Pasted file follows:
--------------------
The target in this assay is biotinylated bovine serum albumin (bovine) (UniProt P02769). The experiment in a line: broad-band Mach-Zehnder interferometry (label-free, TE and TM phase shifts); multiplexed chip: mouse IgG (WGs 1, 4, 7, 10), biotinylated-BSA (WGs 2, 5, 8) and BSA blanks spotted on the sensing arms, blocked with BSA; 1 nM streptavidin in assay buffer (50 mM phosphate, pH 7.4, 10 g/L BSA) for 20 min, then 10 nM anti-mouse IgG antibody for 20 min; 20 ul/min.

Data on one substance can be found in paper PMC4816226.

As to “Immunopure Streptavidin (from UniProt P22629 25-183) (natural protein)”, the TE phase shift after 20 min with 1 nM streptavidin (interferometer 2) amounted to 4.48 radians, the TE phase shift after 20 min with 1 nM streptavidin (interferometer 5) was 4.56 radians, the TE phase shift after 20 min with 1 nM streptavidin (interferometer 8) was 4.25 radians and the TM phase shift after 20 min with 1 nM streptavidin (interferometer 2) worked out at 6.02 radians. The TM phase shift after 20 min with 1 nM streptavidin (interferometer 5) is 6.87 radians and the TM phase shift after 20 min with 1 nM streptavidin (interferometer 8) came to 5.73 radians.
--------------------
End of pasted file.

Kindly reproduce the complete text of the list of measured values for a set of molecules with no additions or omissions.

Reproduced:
The target in this assay is biotinylated bovine serum albumin (bovine) (UniProt P02769). The experiment in a line: broad-band Mach-Zehnder interferometry (label-free, TE and TM phase shifts); multiplexed chip: mouse IgG (WGs 1, 4, 7, 10), biotinylated-BSA (WGs 2, 5, 8) and BSA blanks spotted on the sensing arms, blocked with BSA; 1 nM streptavidin in assay buffer (50 mM phosphate, pH 7.4, 10 g/L BSA) for 20 min, then 10 nM anti-mouse IgG antibody for 20 min; 20 ul/min.

Data on one substance can be found in paper PMC4816226.

As to “Immunopure Streptavidin (from UniProt P22629 25-183) (natural protein)”, the TE phase shift after 20 min with 1 nM streptavidin (interferometer 2) amounted to 4.48 radians, the TE phase shift after 20 min with 1 nM streptavidin (interferometer 5) was 4.56 radians, the TE phase shift after 20 min with 1 nM streptavidin (interferometer 8) was 4.25 radians and the TM phase shift after 20 min with 1 nM streptavidin (interferometer 2) worked out at 6.02 radians. The TM phase shift after 20 min with 1 nM streptavidin (interferometer 5) is 6.87 radians and the TM phase shift after 20 min with 1 nM streptavidin (interferometer 8) came to 5.73 radians.